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Anarchist Communications: Ask an Anarchist! comes to Oklahoma

This Wednesday (March 13) at Memorial Student Union in Norman, Oklahoma, there’s going to be an Ask an Anarchist event hosted by the University of Oklahoma Students for a Stateless Society. Here’s the details, courtesy of Jason Lee Byas and Grayson English.

“Who will build the roads? Doesn’t anarchism just mean breaking stuff? Isn’t it hypocritical for you to be a club at a state university?”

Come visit us at Ask an Anarchist Day on March 13th (next Wednesday) and find out.

Free information about anarchy and anarchism, provided by the Students for a Stateless Society at the University of Oklahoma!

We will be providing free pamphlets about various anarchist ideas, and we’ll be discussing our reasons for being anarchists.

Wednesday, March 13, 2013
9:00 am – 5:00 pm Memorial Student Union, near Crossroads

Hosted by the Students for a Stateless Society.

For more, see the Facebook event page. I’m happy to mention that the pamphlets will include several items from the ALL Distro.

Anarchist Communications: Five new booklets from Shawn Wilbur on Anarchisms and Anarcha-Feminist History

Here’s some news from Shawn Wilbur about a couple of exciting new print offerings — the new ANARCHISMS series, and new issues of La Frondeuse. Quoth Shawn:

I’m launching a new series of pamphlets collecting introductory summaries and personal statements attempting to define anarchism in the most basic terms. In the ANARCHISMS series, the texts will be collected with very little attention to tendency, beyond trying to mix things up in each issue, and without editorial comment. I am often asked for entry-level texts, and it’s difficult to find material which does not come with some critical apparatus already attached. There are plenty of occasions where context and various kinds of helps are indispensable, but there is also a time for letting individual statements speak for themselves. I’ve assembled three pamphlets in the series and will continue to collect material as long as I find useful texts.

I’ve also assembled two new issues of La Frondeuse, the black and red feminist history project. The fifth issue collects writings by Emma Goldman, primarily on women’s issues, including her critiques of suffrage. Issue six collects writings in a number of genres by Sophie Kropotkin, the very talented wife of Peter Kropotkin.

— Shawn Wilbur, Introducing !!!@@e2;20ac;2dc;ANARCHISMS' + new issues of !!!@@e2;20ac;2dc;La Frondeuse' (March 9, 2013)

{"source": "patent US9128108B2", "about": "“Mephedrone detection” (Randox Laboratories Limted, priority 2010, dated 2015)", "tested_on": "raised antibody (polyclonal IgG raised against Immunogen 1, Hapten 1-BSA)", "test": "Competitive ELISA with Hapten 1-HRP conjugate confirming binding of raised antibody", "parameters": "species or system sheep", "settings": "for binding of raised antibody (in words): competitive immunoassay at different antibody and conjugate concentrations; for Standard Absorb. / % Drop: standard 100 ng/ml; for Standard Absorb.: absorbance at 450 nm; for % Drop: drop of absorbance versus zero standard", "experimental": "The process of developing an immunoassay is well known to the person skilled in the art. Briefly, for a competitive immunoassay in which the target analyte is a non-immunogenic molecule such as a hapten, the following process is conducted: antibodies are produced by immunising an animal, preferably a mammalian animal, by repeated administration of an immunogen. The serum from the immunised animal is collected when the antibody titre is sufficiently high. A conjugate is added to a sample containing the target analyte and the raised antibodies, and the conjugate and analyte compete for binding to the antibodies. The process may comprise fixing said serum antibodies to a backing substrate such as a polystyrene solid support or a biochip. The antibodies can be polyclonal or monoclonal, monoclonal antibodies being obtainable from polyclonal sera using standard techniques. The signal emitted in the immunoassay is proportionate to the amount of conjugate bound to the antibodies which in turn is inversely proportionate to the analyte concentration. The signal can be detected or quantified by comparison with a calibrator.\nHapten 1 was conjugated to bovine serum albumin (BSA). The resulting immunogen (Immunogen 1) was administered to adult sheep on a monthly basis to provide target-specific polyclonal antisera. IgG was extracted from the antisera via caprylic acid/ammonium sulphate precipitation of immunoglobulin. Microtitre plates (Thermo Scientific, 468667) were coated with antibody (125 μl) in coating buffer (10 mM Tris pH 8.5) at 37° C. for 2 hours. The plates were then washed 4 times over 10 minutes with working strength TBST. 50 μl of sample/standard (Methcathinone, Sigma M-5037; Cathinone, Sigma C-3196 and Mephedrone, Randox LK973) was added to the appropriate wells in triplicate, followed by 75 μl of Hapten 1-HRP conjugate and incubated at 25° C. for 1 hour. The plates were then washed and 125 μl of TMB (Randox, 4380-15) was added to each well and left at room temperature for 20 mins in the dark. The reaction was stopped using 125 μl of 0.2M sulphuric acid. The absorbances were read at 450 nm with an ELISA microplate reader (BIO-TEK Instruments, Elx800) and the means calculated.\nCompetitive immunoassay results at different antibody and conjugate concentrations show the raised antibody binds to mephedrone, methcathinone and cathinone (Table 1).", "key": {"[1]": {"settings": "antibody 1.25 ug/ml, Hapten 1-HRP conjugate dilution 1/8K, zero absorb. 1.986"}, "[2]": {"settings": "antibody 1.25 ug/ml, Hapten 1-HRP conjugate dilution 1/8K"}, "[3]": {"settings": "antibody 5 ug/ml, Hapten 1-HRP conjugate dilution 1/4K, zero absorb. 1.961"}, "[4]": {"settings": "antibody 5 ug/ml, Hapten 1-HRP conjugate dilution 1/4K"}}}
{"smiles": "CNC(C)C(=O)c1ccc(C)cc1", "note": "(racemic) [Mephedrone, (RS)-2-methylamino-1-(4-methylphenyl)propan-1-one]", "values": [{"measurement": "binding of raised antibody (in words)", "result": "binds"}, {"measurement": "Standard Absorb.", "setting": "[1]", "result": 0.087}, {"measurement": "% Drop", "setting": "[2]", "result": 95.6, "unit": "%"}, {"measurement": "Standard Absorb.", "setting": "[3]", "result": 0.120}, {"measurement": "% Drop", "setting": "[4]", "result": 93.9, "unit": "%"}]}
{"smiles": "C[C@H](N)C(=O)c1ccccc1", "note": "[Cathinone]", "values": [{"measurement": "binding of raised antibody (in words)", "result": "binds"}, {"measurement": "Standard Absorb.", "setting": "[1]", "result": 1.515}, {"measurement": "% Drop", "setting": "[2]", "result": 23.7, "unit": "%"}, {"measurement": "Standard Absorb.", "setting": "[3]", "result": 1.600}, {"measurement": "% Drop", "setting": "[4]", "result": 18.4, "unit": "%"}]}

Read through to get links to all five booklets.

Political Aesthetics available free online

Good news, everyone. From Crispin Sartwell’s blog comes the announcement that his study on Political Aesthetics is now available for free online:

cornell tells me we can’t expect a paperback of political aesthetics anytime soon, so i’m putting the pdf of the proofs up onlne. i really think this is my best book.

— Crispin Sartwell at cheese it, the cops! (25 February 2013)

PDF is available here through Google Docs, and I’ve mirrored a copy here. Contents and a bit of the thesis:

Crispin Sartwell, Political Aesthetics

  • Introduction: The Idea of Political Aesthetics
  • Ch. 1. Leni Riefenstahl Meets Charlie Chaplin: Aesthetics of the Third Reich
  • Ch. 2. Artphilosophical Themes
  • Ch. 3. Dead Kennedys and Black Flags: Artpolitics of Punk
  • Ch. 4. Prehistory of Political Aesthetics
  • Ch. 5. Red, Gold, Black, and Green: Black Nationalist Aesthetics
  • Ch. 6. Arthistorical Themes
  • Ch. 7. Political Power and Transcendental Geometry: Republican Classicism in Early America
  • Ch. 8. Conclusion: Political Styles and Aesthetic Ideologies
  • Appendix: Suggestions for Further Study

Introduction: The Idea of Political Aesthetics

There are, of course, many connections between art and politics. For example regimes of all sorts–democratic, monarchical, communist, and all the rest–use and repress the arts in various ways for propagandistic purposes, to control or deflect public opinion. And much of what we take as fine art has explicitly political themes; this is truer now than ever, or was truer twenty years ago than ever, as artists expressed feminist, antiracist, animal rights, or AIDS activist ideology in their work, for example. These are important areas for investigation. But what I am calling the program or inquiry of political aesthetics begins with a claim that I think is stronger and more interesting.

Not all art is political, but all politics is aesthetic; at their heart, political ideologies, systems, and constitutions are aesthetic systems, multimedia artistic environments. The political content of an ideology can be understood in large measure actually to be–to be identical with–its formal and stylistic aspects. It’s not that a political ideology or movement gets tricked out in a manipulative set of symbols or design tropes; it’s that an ideology is an aesthetic system, and that this is what moves or fails to move people, attracts their loyalty or repugnance, moves them to act or to apathy. But the political function of the arts–including various crafts and design practices–is not merely a matter of manipulation and affect: the aesthetic expression of a regime or of the resistance to a regime are central also to the cognitive content and concrete effects of political systems. . . .

— Crispin Sartwell (2010), Political Aesthetics

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